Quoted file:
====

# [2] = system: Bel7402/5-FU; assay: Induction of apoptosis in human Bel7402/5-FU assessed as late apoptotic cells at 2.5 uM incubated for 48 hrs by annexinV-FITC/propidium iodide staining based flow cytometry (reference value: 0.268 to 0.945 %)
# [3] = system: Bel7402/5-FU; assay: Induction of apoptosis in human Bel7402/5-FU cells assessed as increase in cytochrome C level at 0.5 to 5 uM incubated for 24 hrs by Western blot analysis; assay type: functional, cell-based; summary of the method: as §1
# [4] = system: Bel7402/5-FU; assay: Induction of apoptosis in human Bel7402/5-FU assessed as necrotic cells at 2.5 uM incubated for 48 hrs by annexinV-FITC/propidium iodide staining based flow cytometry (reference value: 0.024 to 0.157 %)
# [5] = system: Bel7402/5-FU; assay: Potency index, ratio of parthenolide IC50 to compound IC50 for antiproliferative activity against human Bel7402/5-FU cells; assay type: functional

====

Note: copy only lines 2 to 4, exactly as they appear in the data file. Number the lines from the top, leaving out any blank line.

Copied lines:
# [3] = system: Bel7402/5-FU; assay: Induction of apoptosis in human Bel7402/5-FU cells assessed as increase in cytochrome C level at 0.5 to 5 uM incubated for 24 hrs by Western blot analysis; assay type: functional, cell-based; summary of the method: as §1
# [4] = system: Bel7402/5-FU; assay: Induction of apoptosis in human Bel7402/5-FU assessed as necrotic cells at 2.5 uM incubated for 48 hrs by annexinV-FITC/propidium iodide staining based flow cytometry (reference value: 0.024 to 0.157 %)
# [5] = system: Bel7402/5-FU; assay: Potency index, ratio of parthenolide IC50 to compound IC50 for antiproliferative activity against human Bel7402/5-FU cells; assay type: functional